We are delighted to announce our participation in The Walter Scott 250 Partnership celebrating the 250th anniversary of the birth of the great Scottish writer.
Our contribution to the celebrations will be a short documentary film exploring a special, but little understood facet of Edvard Grieg’s early work. We will be launching the film on the composer’s birthday, 15 June 2021.
The Scott 250 celebratory year comprises a wide range of events aimed at changing perceptions of ‘Scotland’s greatest storyteller’, and offering new and refreshing perspectives on his legacy.
More on the Walter Scott 250 anniversary programme here and launch event here.
When Joachim Hvide Grieg and friends flew from Bergen to begin a short holiday in North East Scotland in spring 2019, little did they anticipate their few days’ trip would turn into a touching ancestral tour for Joachim. We asked our Honorary President, journalist and editor Johanne Grieg Kippenbroeck, to catch up with Joachim on his return to Norway. Here are a few excerpts from her fascinating article (first published in Norwegian, in Troldposten n2 2019 Bergen) which you can also read in full (på norsk) here.
When it comes to Troldhaugen, Joachim Hvide Grieg isn’t just any ordinary Grieg. Had Nina and Edvard Grieg in their time made Troldhaugen suitable for winter residence, then it’s quite possible to imagine he might have grown up there. Though, that’s not how things turned out.
In December 1918 ‘our’ Joachim’s great-grandfather, Consul Joachim Grieg, bought Troldhaugen from Nina Grieg, who at that time no longer had the means to keep the house – Bergen town council had said ‘no thanks’ to an offer to take over the home as a museum.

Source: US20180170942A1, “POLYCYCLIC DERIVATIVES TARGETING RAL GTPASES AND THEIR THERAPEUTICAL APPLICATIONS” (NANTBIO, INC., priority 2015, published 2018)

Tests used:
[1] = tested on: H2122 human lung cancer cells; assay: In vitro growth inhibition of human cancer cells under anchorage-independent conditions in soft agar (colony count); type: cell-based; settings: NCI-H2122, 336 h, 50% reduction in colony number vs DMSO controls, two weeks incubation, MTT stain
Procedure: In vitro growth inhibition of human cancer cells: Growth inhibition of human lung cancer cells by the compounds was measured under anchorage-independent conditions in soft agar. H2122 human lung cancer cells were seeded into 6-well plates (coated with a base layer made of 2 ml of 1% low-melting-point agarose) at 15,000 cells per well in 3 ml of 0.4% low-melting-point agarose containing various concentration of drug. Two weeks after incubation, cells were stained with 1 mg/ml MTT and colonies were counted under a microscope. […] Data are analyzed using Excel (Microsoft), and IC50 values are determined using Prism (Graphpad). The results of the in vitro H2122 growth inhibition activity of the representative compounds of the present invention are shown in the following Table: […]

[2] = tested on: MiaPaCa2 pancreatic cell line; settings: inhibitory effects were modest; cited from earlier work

The Consul thought Troldhaugen might make a suitable home for his son Einar and family, and this pleased Nina, who was delighted to sell to a Grieg, ensuring as it did that Griegs would continue to live at Troldhaugen.
When the sale became a reality, Nina wrote to the Consul, Edvard’s second cousin, thanking him for taking it over, and hoping that his son would be ‘as fond of the place as we were’ and not sell it again, which, she added ‘I have no desire to experience’.
Two winters at Troldhaugen were, however, two winters too many for the family with their small children. The house proved unsuitable as an all-year-round home. Something Nina, of course, could have told them from the outset.
To make a long story short: plans were made to tear down the old wooden house and build a luxury villa designed by the well-known Bergen architect, Ole Landmark. Something, Nina probably never imagined.
But now the folk of Bergen woke up. There was a stooshie when it was learnt that the wooden villa was to be demolished, so that in the end, the Consul, who had given Nina a considerable sum for the residence, decided instead to donate Troldhaugen to Fana district council [Fana, a district of Bergen]. The Consul’s only condition for the gift was that Troldhaugen should be dedicated to the memory of Edvard and Nina Grieg.
Thus in 1928 the home was opened as a museum.
The VIP in the drawing-room
And this is how it came to be that the now 70-year old Joachim Hvide Grieg never lived at Troldhaugen. That he can’t be counted amongst its frequent visitors, either, is perhaps due to an early memory. As a youngster, he was privileged to attend, with his grandmother, a concert in the Villa, where, as the VIPs in the room they sat in the middle of the sofa in the drawing-room.
‘I remember, as a wee lad, sitting there listening to a lady who screamed in front of us’, he says with laughter. ‘I thought it was awful! Later on we went down to the grave site, and then grannie told me that grandfather had built the jetty down there. He was interested in boats and wanted to have a place to moor them. She told me all about how things were when they lived at Troldhaugen’.
Today he laughs at the memories from the concert experience, and has to confess that Grieg’s music still isn’t top of the list for him.
Last Grieg at Troldhaugen